Many (many) years ago, when I first read War With The Newts, after scouring the Waterstones' internal database (whimsically named Ibid, and from which one could print the details of books onto the till roll in light- and so it seems, time-sensitive purple ink which, on the inches thick ream of leaves I printed for future perusal, faded within a few months rendering my catalogued wish list so much locker mulch) for authors with a suitably Czech-sounding name, having put away an entrée of my first slim Hrabal, a palate-cleansing Kundera and in need of a meaty Moravian main course, I think I might have completely and totally missed just how funny it was, bloated as I was by the doughy and Victorian-sounding translation and the rather unlikely ideation of the future political terroir of mankind and their unusual amphibian slaves and, latterly, sappers, the newts.
How's that for a sentence David Foster Wallace? INTERROBANG.
Well, there's no chance that Čapek's typically Czech…
Trav is back, still grieving the loss of some chickadee or other whose death almost knocked him off his game, but not too shook up to set himself up with a few more lucky lovelies whilst tripping his way through another overly complicated and rather sordidly underwhelming plot. This time, some bikers are making dirty movies with minors on the set of a future classic hot-air-balloon movie. Travis falls into the action because a rich old geyser carks it in unusual circumstances and it affects the trust fund of a former marina-mate. And hirsute intellectual Meyer wets his pants towards the end.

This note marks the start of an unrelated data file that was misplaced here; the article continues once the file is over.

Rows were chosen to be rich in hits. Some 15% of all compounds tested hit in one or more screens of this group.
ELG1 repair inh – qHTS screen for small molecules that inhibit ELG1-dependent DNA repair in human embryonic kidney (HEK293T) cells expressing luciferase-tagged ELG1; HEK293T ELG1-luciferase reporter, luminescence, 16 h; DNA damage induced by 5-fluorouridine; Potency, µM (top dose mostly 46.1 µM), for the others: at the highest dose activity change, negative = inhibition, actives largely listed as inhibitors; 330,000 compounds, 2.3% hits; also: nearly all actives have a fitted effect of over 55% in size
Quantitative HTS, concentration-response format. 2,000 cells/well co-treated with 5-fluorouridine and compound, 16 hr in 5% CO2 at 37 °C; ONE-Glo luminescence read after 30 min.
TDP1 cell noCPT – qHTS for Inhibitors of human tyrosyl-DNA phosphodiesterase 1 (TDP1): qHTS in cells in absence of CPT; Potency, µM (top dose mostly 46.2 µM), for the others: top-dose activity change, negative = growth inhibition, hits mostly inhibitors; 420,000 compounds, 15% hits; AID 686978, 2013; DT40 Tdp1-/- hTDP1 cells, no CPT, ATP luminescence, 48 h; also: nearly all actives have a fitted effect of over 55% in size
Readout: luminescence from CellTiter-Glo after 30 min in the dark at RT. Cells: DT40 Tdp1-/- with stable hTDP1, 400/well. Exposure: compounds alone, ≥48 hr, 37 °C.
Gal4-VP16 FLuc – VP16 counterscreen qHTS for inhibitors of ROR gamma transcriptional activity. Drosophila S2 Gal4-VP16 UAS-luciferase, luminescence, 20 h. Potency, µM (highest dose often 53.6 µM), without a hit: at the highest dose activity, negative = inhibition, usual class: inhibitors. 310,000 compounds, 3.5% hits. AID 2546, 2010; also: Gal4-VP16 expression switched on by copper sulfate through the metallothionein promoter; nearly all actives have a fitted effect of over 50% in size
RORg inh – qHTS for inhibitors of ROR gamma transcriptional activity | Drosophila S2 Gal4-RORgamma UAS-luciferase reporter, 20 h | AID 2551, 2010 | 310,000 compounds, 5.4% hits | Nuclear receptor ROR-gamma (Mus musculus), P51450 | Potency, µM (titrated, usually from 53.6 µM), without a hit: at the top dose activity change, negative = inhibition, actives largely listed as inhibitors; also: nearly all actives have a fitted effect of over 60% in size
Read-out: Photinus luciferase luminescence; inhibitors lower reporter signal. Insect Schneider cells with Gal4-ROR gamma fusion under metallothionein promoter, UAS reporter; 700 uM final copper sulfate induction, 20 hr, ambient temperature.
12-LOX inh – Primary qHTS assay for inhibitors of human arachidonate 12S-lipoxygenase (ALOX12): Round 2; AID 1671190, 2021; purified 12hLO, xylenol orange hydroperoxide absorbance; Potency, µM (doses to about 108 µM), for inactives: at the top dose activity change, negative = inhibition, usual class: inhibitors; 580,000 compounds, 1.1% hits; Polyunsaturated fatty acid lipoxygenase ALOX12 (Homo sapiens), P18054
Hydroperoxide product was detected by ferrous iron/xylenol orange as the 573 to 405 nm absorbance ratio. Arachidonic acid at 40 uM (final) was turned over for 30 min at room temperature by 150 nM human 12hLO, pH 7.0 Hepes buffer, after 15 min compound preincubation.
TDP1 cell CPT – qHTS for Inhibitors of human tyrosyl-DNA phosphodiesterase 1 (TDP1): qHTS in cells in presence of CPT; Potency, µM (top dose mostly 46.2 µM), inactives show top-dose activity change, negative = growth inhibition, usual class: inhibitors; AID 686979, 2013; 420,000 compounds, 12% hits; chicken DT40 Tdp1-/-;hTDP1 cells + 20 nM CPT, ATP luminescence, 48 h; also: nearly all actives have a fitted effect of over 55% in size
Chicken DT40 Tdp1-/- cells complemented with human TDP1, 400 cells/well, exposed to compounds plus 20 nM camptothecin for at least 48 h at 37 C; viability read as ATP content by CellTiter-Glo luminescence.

You may sense a fatigued, sardonic note in my precis. It's not that I don't still love John D., it's just that after embarking on the long game that is reading the entire Travis McGee oeuvre, I'm approaching the end and it feels long overdue. It's been fun, it's been enlightening, but it's also been a schlep. With the realisation I might now have fewer years left to me …
If there was a comfort-food version of a book for me, then this would be it. It's funny, touching, humanistic, and features so many quotable quotes that its trim 120 pages could be represented in its entirety on some such authors' quotations page.
We're introduced to Tiny on the occasion of his mother's death, lured into a treacherously fatal situation by, of all things, a duck, while her 4-year-old son sleeps in the car where he wakes to a terrifying solitude. Meanwhile, we're treated to a potted but entertaining history of Granddaddy Jake, Tiny's grandfather, into whose care by fair means or foul (no pun intended) he is finally placed. But the titular Fup duck comes along only once Tiny is fully grown (and how!). A lost and lonely duckling, much like Tiny, she's discovered shivering in a freshly dug post hole, which betrays the attention paid to it by Tiny's nemesis, a wild hog called Lockjaw, who enjoys tearing up Tiny's fences just as much as he …